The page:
While he was saying this, a cloud appeared and overshadowed them. They became afraid as they entered the cloud. Then a voice came from the cloud, saying: “This is my Son, the Chosen One; listen to him!” After the voice had spoken, Jesus was found alone. They kept silent, and at that time told no one what they had seen (9:34-36 CSB).
The Father affirmed his Son’s work. The Father spoke of the dawning of a new age, the age of Messiah as the new and better covenant. The cross functions as a “new exodus”. A new day in redemptive history was about to dawn. The liberation from sin and its consequences was drawing near.
There were a number of things Moses and Elijah were not talking about. “For here, fresh from heaven, and shining with the glory of it, when permitted to talk with Him, they speak not of His miracles, nor of His teaching, nor of the honor which He put upon their Scriptures, nor upon the unreasonable opposition to Him and His patient endurance of it: They speak not of the glory which they were themselves enshrined in, and the glory which He was so soon to reach. Their subject is the exodus, the redeeming work, that he was about to do!” (D. Brown, pp. 261-262) Do we share their excitement and joy?
Christ’s redeeming work is the central truth of the Scriptures (1 Corinthians 2:2; Revelation 5:12). As Moses led God’s people of old out of bondage in Egypt, so one far better than Moses, the Lord Jesus Christ, has freed all his people from bondage to sin, Satan and death by his victory on the cross and from the empty grave. There is a better exodus!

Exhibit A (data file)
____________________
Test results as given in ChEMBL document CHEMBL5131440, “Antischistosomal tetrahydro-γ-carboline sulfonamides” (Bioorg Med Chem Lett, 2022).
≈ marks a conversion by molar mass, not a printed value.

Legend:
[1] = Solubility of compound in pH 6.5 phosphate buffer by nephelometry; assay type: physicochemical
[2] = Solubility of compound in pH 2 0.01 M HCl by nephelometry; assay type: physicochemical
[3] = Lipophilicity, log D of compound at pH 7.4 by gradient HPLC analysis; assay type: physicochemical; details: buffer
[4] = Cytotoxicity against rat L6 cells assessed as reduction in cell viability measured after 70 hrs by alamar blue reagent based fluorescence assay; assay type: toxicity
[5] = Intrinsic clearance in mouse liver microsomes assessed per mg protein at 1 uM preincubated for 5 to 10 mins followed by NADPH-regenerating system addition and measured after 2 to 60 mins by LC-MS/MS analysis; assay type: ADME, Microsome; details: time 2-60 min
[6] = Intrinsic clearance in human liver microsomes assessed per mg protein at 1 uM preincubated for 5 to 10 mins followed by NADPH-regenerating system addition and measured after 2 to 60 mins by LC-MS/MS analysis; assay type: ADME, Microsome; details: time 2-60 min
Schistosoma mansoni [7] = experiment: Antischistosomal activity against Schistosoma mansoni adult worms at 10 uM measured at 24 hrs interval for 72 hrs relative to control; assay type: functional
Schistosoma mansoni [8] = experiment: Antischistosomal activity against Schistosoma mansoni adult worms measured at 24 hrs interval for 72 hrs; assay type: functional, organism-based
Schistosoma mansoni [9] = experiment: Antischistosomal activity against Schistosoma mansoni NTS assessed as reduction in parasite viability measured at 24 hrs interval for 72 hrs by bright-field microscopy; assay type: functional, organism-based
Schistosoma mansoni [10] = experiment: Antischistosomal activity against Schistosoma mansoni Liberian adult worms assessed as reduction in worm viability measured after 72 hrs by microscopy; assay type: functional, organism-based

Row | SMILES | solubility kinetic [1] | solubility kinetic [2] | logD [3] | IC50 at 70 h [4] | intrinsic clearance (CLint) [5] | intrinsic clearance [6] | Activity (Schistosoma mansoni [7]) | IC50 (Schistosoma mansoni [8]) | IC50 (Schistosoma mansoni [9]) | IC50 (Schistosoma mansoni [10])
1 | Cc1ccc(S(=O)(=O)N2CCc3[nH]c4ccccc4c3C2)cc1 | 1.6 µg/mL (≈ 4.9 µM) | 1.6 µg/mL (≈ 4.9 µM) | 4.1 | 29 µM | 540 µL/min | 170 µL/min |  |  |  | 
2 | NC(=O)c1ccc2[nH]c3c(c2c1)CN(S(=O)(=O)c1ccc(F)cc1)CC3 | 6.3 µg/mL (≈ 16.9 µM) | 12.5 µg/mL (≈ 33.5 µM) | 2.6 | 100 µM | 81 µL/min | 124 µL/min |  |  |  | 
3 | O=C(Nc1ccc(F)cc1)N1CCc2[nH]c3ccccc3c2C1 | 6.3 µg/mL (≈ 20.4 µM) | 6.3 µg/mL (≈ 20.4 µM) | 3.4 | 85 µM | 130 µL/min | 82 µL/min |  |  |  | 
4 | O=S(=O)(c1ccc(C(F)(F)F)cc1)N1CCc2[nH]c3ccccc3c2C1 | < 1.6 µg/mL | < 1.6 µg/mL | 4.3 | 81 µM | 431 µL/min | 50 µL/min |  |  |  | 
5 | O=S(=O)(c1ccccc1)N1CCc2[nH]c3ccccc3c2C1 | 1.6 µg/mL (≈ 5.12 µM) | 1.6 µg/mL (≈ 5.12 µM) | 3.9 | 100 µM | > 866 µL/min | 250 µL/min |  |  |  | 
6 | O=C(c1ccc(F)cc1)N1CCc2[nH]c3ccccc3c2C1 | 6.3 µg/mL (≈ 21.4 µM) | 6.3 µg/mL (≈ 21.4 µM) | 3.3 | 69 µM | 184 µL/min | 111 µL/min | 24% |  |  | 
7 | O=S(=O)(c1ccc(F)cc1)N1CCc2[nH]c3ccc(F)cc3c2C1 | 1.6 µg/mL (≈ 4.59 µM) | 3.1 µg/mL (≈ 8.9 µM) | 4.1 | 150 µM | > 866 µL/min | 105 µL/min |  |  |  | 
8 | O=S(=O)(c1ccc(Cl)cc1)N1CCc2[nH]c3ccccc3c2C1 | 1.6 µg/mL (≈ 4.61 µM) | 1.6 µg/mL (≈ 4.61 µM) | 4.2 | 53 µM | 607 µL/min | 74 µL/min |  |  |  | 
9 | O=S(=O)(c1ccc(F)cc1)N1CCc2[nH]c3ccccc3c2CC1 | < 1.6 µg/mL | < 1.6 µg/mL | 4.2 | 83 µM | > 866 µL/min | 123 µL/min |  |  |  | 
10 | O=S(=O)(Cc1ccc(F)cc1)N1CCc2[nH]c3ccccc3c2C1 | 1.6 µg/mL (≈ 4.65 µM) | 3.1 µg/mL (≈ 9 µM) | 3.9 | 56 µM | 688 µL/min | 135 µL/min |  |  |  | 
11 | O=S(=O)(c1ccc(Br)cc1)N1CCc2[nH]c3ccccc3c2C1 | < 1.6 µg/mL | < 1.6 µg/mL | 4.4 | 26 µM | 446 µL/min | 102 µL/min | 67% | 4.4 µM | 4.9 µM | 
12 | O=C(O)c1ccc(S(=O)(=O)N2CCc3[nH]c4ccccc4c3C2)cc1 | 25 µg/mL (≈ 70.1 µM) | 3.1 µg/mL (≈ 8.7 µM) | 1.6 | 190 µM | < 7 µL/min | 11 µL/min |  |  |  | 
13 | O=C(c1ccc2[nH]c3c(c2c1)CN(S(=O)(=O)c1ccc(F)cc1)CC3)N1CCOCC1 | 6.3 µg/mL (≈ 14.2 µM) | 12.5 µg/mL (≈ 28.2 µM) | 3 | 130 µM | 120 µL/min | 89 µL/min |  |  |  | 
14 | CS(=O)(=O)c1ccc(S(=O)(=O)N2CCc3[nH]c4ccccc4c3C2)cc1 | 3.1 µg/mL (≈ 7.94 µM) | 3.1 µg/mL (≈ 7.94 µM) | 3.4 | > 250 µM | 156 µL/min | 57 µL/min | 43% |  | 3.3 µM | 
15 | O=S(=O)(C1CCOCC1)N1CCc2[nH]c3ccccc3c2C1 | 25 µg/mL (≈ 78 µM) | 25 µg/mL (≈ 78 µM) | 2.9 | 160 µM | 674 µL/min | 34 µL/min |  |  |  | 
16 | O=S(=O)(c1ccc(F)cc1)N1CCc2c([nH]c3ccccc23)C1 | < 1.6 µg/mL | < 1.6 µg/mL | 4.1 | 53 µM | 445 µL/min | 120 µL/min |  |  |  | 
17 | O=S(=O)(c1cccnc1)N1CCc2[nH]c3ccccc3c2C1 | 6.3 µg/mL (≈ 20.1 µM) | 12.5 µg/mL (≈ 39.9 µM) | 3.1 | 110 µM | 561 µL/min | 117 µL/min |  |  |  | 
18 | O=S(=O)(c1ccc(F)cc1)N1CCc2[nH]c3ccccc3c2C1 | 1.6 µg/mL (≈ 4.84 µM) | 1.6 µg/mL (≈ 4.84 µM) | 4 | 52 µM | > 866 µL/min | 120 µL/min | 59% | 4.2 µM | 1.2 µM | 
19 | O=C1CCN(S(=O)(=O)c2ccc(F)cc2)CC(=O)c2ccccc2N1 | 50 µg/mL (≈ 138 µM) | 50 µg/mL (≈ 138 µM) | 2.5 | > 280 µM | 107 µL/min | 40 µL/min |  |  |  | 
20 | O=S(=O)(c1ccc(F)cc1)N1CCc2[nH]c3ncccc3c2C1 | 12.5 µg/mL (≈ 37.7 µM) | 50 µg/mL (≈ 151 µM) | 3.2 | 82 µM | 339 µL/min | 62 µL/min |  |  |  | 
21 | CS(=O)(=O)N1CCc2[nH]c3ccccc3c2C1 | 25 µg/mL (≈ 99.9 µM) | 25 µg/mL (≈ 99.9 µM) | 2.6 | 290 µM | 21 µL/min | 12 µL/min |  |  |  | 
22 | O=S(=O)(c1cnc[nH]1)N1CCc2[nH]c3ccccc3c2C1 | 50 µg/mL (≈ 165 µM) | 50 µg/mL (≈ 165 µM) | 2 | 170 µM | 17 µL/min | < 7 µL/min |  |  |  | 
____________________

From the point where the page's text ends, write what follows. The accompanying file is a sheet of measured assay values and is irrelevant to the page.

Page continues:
The cross leads in turn to the consummation of God’s plan. Christ had spoken of his glory being revealed when he comes as Judge. The three disciples are given the privilege of seeing something of which he was speaking. See him flashing with the shining brilliance of glory! Wonder at this sight. Worship the Lord. My friends, we need by faith to enter into the glory of this revelation. Gaze upon the brilliant Son; listen to the Father’s majestic voice. Our God speaks to us continually through his word.
The Father affirmed his Son’s authority. The command to listen to Jesus was an indication of his authority as God’s Anointed One, as the Prophet (Deuteronomy 18:15; Acts 3:22-23). The second stanza of Isaac Watts’ great hymn, “Join All the Glorious Names”, joyfully says:
Great Prophet of my God
My tongue would bless Thy name
By Thee the joyful news
Of our salvation came;
The joyful news of sins forgiven,
Of hell subdued and peace with heaven.
Jesus is the final Word of God’s revelation (John 1; Hebrews 1). He is the sum and substance of the Holy Scriptures, and he completed them as his word took final written form through the New Testament apostles and prophets. Together with the Old Testament, we have one completed message from God. Listen to what the apostle Peter wrote after reflecting on the Transfiguration. We also have the prophetic message as something completely reliable, and you will do well to pay attention to it, as to a light shining in a dark place, until the day dawns and the morning star rises in your hearts (2 Peter 1:19 NIV). The Great Prophet of God has made sure that his word is completely reliable through the almighty action of God the Holy Spirit. But when he, the Spirit of truth, comes, he will guide you into all the truth. He will not speak on his own; he will speak only what he hears, and he will tell you what is yet to come. He will glorify me because it is from me that he will receive what he will make known to you (John 16:13-14 NIV).
This is of immense practical importance, especially given the context. “Are we doing that? Is His word law to us? Do we like it when he speaks sharp as well as smooth things…?” (D. Brown, p. 262) Does his word win over everything in our lives that collides with it? Are we listening to the Lord Jesus? Have we confessed, “Lord Jesus, you are superior to all that have come before you or after you. You are the way, the truth and the life. You are the only way to God the Father. Lord Jesus, my only trust is in you, my only hope is you” (cf. 1 Timothy 1:1).
Grace and peace,